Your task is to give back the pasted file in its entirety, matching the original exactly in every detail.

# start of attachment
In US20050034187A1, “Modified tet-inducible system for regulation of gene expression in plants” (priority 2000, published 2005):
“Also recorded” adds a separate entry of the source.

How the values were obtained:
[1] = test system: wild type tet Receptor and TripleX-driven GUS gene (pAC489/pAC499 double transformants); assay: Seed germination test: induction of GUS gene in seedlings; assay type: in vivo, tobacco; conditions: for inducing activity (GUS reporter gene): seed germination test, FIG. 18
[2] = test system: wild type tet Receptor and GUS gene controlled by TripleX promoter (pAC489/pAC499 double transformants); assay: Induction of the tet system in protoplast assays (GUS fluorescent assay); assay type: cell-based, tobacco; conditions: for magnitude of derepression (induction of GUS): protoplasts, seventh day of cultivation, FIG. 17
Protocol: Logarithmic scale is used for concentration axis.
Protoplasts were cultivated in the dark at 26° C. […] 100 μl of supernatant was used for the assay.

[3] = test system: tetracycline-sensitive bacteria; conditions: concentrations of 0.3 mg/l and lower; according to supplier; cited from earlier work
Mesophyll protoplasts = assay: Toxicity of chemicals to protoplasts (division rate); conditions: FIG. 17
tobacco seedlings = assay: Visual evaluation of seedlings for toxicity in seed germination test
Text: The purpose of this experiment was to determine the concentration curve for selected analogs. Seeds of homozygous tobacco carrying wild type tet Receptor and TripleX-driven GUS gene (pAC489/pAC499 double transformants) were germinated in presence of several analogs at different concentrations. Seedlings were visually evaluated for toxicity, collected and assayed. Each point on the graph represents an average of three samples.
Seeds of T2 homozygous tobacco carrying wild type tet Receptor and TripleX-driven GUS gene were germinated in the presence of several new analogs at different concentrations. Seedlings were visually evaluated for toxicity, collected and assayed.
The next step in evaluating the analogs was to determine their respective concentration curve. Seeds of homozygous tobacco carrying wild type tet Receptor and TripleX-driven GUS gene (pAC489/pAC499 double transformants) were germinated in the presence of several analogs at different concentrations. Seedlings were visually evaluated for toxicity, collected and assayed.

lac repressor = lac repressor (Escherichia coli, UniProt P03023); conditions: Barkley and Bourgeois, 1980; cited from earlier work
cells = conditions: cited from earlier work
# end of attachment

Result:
In US20050034187A1, “Modified tet-inducible system for regulation of gene expression in plants” (priority 2000, published 2005):
“Also recorded” adds a separate entry of the source.

How the values were obtained:
[1] = test system: wild type tet Receptor and TripleX-driven GUS gene (pAC489/pAC499 double transformants); assay: Seed germination test: induction of GUS gene in seedlings; assay type: in vivo, tobacco; conditions: for inducing activity (GUS reporter gene): seed germination test, FIG. 18
[2] = test system: wild type tet Receptor and GUS gene controlled by TripleX promoter (pAC489/pAC499 double transformants); assay: Induction of the tet system in protoplast assays (GUS fluorescent assay); assay type: cell-based, tobacco; conditions: for magnitude of derepression (induction of GUS): protoplasts, seventh day of cultivation, FIG. 17
Protocol: Logarithmic scale is used for concentration axis.
Protoplasts were cultivated in the dark at 26° C. […] 100 μl of supernatant was used for the assay.

[3] = test system: tetracycline-sensitive bacteria; conditions: concentrations of 0.3 mg/l and lower; according to supplier; cited from earlier work
Mesophyll protoplasts = assay: Toxicity of chemicals to protoplasts (division rate); conditions: FIG. 17
tobacco seedlings = assay: Visual evaluation of seedlings for toxicity in seed germination test
Text: The purpose of this experiment was to determine the concentration curve for selected analogs. Seeds of homozygous tobacco carrying wild type tet Receptor and TripleX-driven GUS gene (pAC489/pAC499 double transformants) were germinated in presence of several analogs at different concentrations. Seedlings were visually evaluated for toxicity, collected and assayed. Each point on the graph represents an average of three samples.
Seeds of T2 homozygous tobacco carrying wild type tet Receptor and TripleX-driven GUS gene were germinated in the presence of several new analogs at different concentrations. Seedlings were visually evaluated for toxicity, collected and assayed.
The next step in evaluating the analogs was to determine their respective concentration curve. Seeds of homozygous tobacco carrying wild type tet Receptor and TripleX-driven GUS gene (pAC489/pAC499 double transformants) were germinated in the presence of several analogs at different concentrations. Seedlings were visually evaluated for toxicity, collected and assayed.

lac repressor = lac repressor (Escherichia coli, UniProt P03023); conditions: Barkley and Bourgeois, 1980; cited from earlier work
cells = conditions: cited from earlier work